1. Joshua Levinson

    March 31, 2010 @ 8:34 am


    As always, it seems obvious when you put in this way. I would like to point out that it’s actually only $500B in tax increases. About half of the bill’s funding comes from cuts to Medicare, so, in that sense, it’s only re-appropriating existing taxes.

    I can see some logic in this bill, though. Health is funded entirely through insurance in this country. People without insurance really have no options for serious treatments (the retail price of most procedures is usually 10x what an insurance company would pay). So, getting more people in the system in a free market would reduce inefficiencies. More on this later.

    Another point to it is that nobody really doubts the actual provision of health care in this country. Once a patient is in a hospital, our doctors and nurses do a very good job of providing care. The problem is entirely in getting patients into the hospitals and doctors offices, and paying for their treatments once they’re out. Perhaps a radical enough shake-up to the paying-for part of the system could be enough to improve it.

    Of course, the existing bill does neither of the above two things, though it certainly looks to a politician that it does. The former point fails because health insurance is not a free market. Health insurers are exempt from antitrust laws, and in most states one insurer covers 80% or more of the market, making their pricing within arms reach of monopolistic.

    The latter point fails because this bill does precious little to actually change the nature of health payments, it just forces a few million more people into the existing broken system, and then provides some partial subsidies to help those that are poor pay for it.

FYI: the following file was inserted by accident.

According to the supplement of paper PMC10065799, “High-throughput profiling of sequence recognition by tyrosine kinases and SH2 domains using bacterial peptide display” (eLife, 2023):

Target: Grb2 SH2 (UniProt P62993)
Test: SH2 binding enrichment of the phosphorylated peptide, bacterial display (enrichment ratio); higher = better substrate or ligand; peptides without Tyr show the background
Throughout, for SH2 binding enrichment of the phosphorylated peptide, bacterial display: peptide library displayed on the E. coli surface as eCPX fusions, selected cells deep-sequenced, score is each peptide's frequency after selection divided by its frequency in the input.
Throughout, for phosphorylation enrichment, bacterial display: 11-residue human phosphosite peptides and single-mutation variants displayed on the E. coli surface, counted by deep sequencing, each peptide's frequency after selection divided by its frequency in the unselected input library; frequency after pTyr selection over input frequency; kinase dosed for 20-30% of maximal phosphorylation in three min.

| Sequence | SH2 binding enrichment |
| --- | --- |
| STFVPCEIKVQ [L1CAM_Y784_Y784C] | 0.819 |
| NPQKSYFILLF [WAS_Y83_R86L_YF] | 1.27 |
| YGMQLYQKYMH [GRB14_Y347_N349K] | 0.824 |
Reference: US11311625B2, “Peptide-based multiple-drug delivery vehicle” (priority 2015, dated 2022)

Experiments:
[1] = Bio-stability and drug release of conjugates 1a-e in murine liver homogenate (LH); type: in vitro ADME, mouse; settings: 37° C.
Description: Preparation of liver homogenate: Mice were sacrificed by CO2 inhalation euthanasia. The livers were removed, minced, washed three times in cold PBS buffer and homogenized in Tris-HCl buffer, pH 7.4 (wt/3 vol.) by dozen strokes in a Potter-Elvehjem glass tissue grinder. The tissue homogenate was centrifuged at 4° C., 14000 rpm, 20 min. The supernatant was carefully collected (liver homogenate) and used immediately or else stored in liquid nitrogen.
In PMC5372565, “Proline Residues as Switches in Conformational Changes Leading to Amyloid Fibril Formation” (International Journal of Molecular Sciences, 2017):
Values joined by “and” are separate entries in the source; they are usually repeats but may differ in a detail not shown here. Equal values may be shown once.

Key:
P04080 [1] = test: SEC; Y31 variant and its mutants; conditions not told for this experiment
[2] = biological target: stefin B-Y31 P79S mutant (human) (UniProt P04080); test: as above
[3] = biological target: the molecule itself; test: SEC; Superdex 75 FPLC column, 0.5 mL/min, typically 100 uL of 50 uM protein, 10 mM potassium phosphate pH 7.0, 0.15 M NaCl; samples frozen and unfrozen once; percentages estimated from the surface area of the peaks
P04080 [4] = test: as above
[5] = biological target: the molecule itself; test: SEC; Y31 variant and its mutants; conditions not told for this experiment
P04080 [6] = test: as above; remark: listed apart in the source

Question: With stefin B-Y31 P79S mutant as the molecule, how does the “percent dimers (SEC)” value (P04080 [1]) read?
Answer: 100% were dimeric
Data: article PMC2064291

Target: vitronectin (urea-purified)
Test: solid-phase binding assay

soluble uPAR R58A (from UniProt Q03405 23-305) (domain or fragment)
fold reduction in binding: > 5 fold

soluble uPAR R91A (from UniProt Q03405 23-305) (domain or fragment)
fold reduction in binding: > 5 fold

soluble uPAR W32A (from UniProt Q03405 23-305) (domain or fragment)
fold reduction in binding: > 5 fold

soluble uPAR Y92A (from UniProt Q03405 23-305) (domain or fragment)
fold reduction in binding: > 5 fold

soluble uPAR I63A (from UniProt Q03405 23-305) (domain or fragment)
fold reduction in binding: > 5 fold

The ultimate politician’s folly here is that, even though all of the explicit tax increases in this bill are on the almost-rich (family incomes >$250K), the real financial burden will again fall on the poor. Everyone will be forced to purchase health insurance. For an almost-poor family (as in, poor, but above the federal poverty guidelines), the available subsidies will be much less than the premium for their qualifying plan. So, they will be forced to buy a health plan or pay the tax penalty. Both will essentially be the same for this family, as their health plan would have high enough deductibles that they wouldn’t be able to afford to use it anyhow. In effect, this bill will be taxing the poor at a lower percentage rate, but at a much higher human cost in terms of lost marginal utility of their money. This will decrease the tax base, as there will be less money to spread about the base of the economy, which will in turn hurt the rich by decreasing investment incomes.

    Still, despite everything logical I see wrong with the bill, I’m guardedly optimistic. Our plan is very similar in design to Switzerland’s, and it seems to be working very well for them. Maybe there’s something about the health care industry that defies the usual rules of the market? The lack of rational actors involved in decision making, perhaps? (People will always buy whatever health care they can to keep themselves alive, even when the cost of that care far exceeds the income that person would make if they remained alive).

  2. Max

    March 31, 2010 @ 8:56 am


    Agree completely. If the US prides itself as a market economy, health care would be a great start to show that markets can work. I think it could work if: